Facebook Causes has been running a giving challenge over the last 49 days. The contest, sponsored by The Case Foundation, has been phenomenally interesting to watch. The challenge is simple: what Facebook cause can collect the donations from the most unique individuals over the course of 50 days. There are smaller contests for you can get the most donors in a 24 hour period, but tomorrow the contest will conclude and the first prize of $50,000 will be awarded.
What’s interesting about the challenge is the groups that have engaged it. The lead for the total prize has gone back and forth for the last few weeks between Students for a Free Tibet, an organization that I have been working with for eight years (two years full time on staff), and an Oklahoma-based organization called Love Without Boundaries, which works with Chinese orphans.
The challenge ends tomorrow at 3 PM Eastern and it looks like it will go right down to the wire.
My friends at SFT are running a live stream of their efforts organizing to continue to turn out donors on a new site called Mogulus. Their use of Mogulus is by itself an incredibly savvy way to drive traffic to their Facebook page.
The Tibetan Freedom Movement, SFT’s cause for the giving challenge, has over 4,750 members. 2,190 of those members have donated at least once, and counting. Since I took the screen cap five minutes ago, 150 more people have donated in support of Tibetan freedom. That is one of the highest members to donors conversation rates on Facebook causes. Over the last 49 days, SFT has raised over $60,000 through the challenge, including enough individual donations in 24 hour periods to win nine days.
Students for a Free Tibet is not a big organization. When I worked there, only four other people were on staff in the New York headquarters (now there are six staffers in HQ). In my years, the annual budget was around $350,000; it was closer to $400,000 this year. If SFT wins out in the challenge, they will likely have raised over 25% of their budget in 50 days, a truly incredible output for such a small organization. By contrast, LWB had a budget of $1.2 million last year, four times larger than SFT.
What makes the Facebook Causes challenge interesting is how it has driven organizations like SFT to put in energy to attract new donors. I’ve been able to get a lot of my friends and family to donate, in part because asking for $10 that can be turned into $50,000 is pretty easy. Beyond the small ask, SFT is small enough that the amount of money being raised and up for grabs in the top prize is great enough that it is worth the effort for the staff to put a great deal of energy recruiting more donors. No large organizations or their supporters are pursuing this prize (though the League of Young Voters briefly did).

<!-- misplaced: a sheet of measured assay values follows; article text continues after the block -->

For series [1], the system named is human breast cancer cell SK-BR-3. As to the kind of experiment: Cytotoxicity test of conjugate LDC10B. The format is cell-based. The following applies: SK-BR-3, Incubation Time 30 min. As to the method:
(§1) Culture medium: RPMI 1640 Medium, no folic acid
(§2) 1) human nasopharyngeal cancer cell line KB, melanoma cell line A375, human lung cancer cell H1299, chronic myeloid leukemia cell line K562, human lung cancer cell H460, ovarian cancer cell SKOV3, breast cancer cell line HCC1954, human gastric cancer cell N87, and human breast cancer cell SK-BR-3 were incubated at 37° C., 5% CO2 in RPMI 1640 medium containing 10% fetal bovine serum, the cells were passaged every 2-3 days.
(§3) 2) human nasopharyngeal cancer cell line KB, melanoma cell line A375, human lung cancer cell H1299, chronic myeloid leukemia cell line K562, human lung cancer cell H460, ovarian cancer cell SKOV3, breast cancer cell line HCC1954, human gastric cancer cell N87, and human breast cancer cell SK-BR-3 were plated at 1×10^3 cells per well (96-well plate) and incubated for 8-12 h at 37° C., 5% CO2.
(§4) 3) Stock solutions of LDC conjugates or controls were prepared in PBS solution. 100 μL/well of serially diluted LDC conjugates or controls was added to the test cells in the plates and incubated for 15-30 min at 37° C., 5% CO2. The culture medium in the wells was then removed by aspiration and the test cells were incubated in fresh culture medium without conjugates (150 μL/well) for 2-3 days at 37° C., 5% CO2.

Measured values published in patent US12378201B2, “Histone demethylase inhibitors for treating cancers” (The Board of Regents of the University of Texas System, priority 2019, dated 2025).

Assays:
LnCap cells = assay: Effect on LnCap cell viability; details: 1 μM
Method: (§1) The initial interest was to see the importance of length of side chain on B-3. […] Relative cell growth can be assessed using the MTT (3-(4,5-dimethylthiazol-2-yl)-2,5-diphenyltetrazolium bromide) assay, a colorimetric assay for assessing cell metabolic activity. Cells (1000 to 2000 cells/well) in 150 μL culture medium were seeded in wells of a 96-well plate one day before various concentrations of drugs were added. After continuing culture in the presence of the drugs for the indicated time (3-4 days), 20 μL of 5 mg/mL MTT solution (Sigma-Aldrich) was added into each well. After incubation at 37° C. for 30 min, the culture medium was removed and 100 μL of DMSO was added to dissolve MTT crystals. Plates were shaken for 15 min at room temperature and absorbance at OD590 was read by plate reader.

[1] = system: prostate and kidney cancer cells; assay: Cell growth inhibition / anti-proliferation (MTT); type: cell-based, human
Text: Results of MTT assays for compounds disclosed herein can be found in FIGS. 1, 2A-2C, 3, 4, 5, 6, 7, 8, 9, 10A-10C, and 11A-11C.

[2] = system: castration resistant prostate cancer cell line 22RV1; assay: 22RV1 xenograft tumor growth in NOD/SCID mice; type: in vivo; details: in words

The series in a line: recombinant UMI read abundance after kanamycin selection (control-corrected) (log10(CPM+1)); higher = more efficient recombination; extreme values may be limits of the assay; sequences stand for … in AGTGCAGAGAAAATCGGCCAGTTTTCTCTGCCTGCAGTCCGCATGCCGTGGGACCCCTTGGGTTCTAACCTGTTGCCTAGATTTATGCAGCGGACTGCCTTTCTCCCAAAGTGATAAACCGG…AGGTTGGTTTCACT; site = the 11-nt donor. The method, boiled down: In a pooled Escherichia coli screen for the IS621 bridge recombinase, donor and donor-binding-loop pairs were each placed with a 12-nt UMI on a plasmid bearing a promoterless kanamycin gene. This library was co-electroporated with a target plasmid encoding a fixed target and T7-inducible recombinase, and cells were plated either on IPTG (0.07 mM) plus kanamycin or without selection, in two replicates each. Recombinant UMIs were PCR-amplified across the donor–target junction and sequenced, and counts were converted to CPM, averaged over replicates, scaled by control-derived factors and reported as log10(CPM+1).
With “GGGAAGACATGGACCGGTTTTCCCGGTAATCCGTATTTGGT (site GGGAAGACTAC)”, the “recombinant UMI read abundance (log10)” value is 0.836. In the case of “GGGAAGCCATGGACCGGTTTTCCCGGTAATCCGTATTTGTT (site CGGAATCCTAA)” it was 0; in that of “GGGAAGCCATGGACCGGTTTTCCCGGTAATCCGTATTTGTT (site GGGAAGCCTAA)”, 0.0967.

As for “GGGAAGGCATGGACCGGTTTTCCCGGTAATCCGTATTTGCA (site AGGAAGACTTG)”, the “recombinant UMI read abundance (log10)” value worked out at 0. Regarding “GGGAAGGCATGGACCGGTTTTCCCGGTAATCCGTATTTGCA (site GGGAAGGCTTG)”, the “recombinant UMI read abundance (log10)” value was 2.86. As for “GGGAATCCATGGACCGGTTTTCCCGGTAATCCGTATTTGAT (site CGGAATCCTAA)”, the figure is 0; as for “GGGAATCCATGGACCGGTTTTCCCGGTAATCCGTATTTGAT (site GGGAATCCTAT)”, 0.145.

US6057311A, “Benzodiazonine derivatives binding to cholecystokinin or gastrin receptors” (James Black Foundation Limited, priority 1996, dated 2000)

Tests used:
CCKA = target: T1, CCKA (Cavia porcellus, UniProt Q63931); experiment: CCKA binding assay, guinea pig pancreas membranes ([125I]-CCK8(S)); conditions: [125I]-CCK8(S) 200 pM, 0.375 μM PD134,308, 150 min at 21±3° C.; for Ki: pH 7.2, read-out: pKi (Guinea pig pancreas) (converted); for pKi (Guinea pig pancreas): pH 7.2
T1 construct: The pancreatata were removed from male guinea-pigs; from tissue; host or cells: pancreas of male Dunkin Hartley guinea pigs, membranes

SFT is doing really creative things to bring in new donors. Campuses around the world have tabled with laptops and wifi to get people to donate on the spot. There have been donation parties. Last night in New York, there was a happy hour* with laptops set up in the bar and people on hand to help facilitate Facebook novices to install the Causes application. People are asking friends and family – this week both my parents joined Facebook and donated to SFT. The contest has been an incentive to innovate and do outreach in new ways and SFT has clearly risen to the challenge.
Winning the Facebook Causes challenge and getting the $50,000 grand prize would also be remarkable for the fact that SFT has never received a single donation that large in its entire existence. Only once has SFT received a grant larger than $50,000. This is not a wealthy organization, but they know how to make every penny count.
With all that in mind, I’m pulling for SFT and will be helping them however I can. I hope regular readers of this site will consider donating $10 to the Tibetan Freedom Movement by 3 PM Eastern tomorrow through Facebook.
If you’re a Facebook member, just go to this link and donate: http://apps.facebook.com/causes/view_cause/47691. Your $10 could be worth $50,000 by this time tomorrow.
*The New York Times utterly failed to grasp the diverse ways SFT supporters are raising money. They described a “keg party” which didn’t exist (it’s unclear if it was the NY happy hour or a gathering in Montreal that had mentioned there would be beer and other refreshments offered). The NYT article gives no attention to why SFT was having success with its student donor base, nor did they bother to contact SFT to talk about what was being done to keep pace with the larger LWB. It’s my understanding that SFT is pursuing a correction to the Times article and will be submitting a letter to the editor in response to their shoddy and potentially outcome-changing article.